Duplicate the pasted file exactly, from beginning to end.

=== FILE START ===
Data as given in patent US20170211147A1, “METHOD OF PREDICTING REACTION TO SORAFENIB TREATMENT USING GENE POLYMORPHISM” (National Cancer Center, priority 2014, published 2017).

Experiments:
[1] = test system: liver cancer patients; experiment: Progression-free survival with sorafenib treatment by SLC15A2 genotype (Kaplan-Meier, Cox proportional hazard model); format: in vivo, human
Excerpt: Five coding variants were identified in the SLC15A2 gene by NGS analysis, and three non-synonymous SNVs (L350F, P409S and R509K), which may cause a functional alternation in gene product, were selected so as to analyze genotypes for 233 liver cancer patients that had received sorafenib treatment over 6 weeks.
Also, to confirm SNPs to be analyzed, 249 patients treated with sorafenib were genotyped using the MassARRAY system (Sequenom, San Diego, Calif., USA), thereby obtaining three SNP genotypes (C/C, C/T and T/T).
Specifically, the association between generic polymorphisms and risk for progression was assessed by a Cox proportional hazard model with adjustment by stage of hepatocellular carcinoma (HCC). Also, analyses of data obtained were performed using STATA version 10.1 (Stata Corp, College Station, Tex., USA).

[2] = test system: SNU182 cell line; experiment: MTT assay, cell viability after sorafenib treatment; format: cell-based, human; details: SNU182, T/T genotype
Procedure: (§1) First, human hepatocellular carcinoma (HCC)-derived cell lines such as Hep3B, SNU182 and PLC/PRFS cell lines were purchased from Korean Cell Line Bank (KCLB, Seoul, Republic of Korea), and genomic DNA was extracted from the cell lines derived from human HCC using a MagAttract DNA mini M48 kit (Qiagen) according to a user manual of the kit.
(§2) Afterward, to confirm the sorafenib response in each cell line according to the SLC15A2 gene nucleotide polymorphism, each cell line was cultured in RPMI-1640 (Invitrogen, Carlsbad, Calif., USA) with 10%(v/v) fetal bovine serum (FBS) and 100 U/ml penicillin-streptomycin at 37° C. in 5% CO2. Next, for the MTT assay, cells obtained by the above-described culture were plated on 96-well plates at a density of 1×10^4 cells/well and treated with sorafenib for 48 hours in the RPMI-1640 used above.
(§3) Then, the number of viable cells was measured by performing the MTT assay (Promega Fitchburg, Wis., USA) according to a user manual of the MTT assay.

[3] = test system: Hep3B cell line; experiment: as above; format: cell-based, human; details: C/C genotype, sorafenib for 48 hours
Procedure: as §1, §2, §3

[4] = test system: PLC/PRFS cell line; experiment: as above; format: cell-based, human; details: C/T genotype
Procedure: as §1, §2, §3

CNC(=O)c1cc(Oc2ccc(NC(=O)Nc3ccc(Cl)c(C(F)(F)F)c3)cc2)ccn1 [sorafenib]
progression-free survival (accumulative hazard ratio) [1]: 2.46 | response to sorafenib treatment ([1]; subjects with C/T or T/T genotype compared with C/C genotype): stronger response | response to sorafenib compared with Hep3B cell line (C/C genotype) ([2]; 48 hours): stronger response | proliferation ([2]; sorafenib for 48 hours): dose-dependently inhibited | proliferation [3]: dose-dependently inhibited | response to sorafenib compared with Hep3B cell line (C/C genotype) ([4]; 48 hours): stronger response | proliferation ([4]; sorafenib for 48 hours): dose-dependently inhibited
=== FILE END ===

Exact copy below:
Data as given in patent US20170211147A1, “METHOD OF PREDICTING REACTION TO SORAFENIB TREATMENT USING GENE POLYMORPHISM” (National Cancer Center, priority 2014, published 2017).

Experiments:
[1] = test system: liver cancer patients; experiment: Progression-free survival with sorafenib treatment by SLC15A2 genotype (Kaplan-Meier, Cox proportional hazard model); format: in vivo, human
Excerpt: Five coding variants were identified in the SLC15A2 gene by NGS analysis, and three non-synonymous SNVs (L350F, P409S and R509K), which may cause a functional alternation in gene product, were selected so as to analyze genotypes for 233 liver cancer patients that had received sorafenib treatment over 6 weeks.
Also, to confirm SNPs to be analyzed, 249 patients treated with sorafenib were genotyped using the MassARRAY system (Sequenom, San Diego, Calif., USA), thereby obtaining three SNP genotypes (C/C, C/T and T/T).
Specifically, the association between generic polymorphisms and risk for progression was assessed by a Cox proportional hazard model with adjustment by stage of hepatocellular carcinoma (HCC). Also, analyses of data obtained were performed using STATA version 10.1 (Stata Corp, College Station, Tex., USA).

[2] = test system: SNU182 cell line; experiment: MTT assay, cell viability after sorafenib treatment; format: cell-based, human; details: SNU182, T/T genotype
Procedure: (§1) First, human hepatocellular carcinoma (HCC)-derived cell lines such as Hep3B, SNU182 and PLC/PRFS cell lines were purchased from Korean Cell Line Bank (KCLB, Seoul, Republic of Korea), and genomic DNA was extracted from the cell lines derived from human HCC using a MagAttract DNA mini M48 kit (Qiagen) according to a user manual of the kit.
(§2) Afterward, to confirm the sorafenib response in each cell line according to the SLC15A2 gene nucleotide polymorphism, each cell line was cultured in RPMI-1640 (Invitrogen, Carlsbad, Calif., USA) with 10%(v/v) fetal bovine serum (FBS) and 100 U/ml penicillin-streptomycin at 37° C. in 5% CO2. Next, for the MTT assay, cells obtained by the above-described culture were plated on 96-well plates at a density of 1×10^4 cells/well and treated with sorafenib for 48 hours in the RPMI-1640 used above.
(§3) Then, the number of viable cells was measured by performing the MTT assay (Promega Fitchburg, Wis., USA) according to a user manual of the MTT assay.

[3] = test system: Hep3B cell line; experiment: as above; format: cell-based, human; details: C/C genotype, sorafenib for 48 hours
Procedure: as §1, §2, §3

[4] = test system: PLC/PRFS cell line; experiment: as above; format: cell-based, human; details: C/T genotype
Procedure: as §1, §2, §3

CNC(=O)c1cc(Oc2ccc(NC(=O)Nc3ccc(Cl)c(C(F)(F)F)c3)cc2)ccn1 [sorafenib]
progression-free survival (accumulative hazard ratio) [1]: 2.46 | response to sorafenib treatment ([1]; subjects with C/T or T/T genotype compared with C/C genotype): stronger response | response to sorafenib compared with Hep3B cell line (C/C genotype) ([2]; 48 hours): stronger response | proliferation ([2]; sorafenib for 48 hours): dose-dependently inhibited | proliferation [3]: dose-dependently inhibited | response to sorafenib compared with Hep3B cell line (C/C genotype) ([4]; 48 hours): stronger response | proliferation ([4]; sorafenib for 48 hours): dose-dependently inhibited